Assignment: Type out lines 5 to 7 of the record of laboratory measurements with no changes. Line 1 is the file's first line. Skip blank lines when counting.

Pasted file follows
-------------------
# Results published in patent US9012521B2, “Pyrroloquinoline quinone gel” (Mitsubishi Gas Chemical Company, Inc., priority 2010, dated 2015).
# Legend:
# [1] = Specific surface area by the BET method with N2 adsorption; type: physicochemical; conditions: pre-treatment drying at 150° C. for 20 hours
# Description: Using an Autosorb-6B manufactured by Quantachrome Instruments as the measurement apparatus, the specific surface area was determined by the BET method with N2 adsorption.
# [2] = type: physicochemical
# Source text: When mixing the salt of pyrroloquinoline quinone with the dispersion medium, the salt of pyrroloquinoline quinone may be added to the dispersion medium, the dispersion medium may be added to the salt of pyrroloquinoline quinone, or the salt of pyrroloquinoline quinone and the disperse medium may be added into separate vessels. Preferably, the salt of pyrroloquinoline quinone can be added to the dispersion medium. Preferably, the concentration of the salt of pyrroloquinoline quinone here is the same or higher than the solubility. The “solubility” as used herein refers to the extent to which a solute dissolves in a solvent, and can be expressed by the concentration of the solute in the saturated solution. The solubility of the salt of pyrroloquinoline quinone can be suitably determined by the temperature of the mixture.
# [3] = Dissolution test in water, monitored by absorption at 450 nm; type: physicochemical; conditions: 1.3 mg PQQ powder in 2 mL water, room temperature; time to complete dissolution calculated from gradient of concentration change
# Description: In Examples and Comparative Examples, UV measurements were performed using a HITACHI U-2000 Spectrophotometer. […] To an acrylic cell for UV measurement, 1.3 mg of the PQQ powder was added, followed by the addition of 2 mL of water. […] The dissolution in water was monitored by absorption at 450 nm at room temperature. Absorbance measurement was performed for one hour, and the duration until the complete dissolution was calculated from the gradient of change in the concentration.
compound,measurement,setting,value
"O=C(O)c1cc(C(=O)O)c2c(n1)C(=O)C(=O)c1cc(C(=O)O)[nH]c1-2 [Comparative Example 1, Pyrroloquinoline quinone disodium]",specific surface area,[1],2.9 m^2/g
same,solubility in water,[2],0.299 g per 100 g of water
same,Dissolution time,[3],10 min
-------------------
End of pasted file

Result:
# [2] = type: physicochemical
# Source text: When mixing the salt of pyrroloquinoline quinone with the dispersion medium, the salt of pyrroloquinoline quinone may be added to the dispersion medium, the dispersion medium may be added to the salt of pyrroloquinoline quinone, or the salt of pyrroloquinoline quinone and the disperse medium may be added into separate vessels. Preferably, the salt of pyrroloquinoline quinone can be added to the dispersion medium. Preferably, the concentration of the salt of pyrroloquinoline quinone here is the same or higher than the solubility. The “solubility” as used herein refers to the extent to which a solute dissolves in a solvent, and can be expressed by the concentration of the solute in the saturated solution. The solubility of the salt of pyrroloquinoline quinone can be suitably determined by the temperature of the mixture.
# [3] = Dissolution test in water, monitored by absorption at 450 nm; type: physicochemical; conditions: 1.3 mg PQQ powder in 2 mL water, room temperature; time to complete dissolution calculated from gradient of concentration change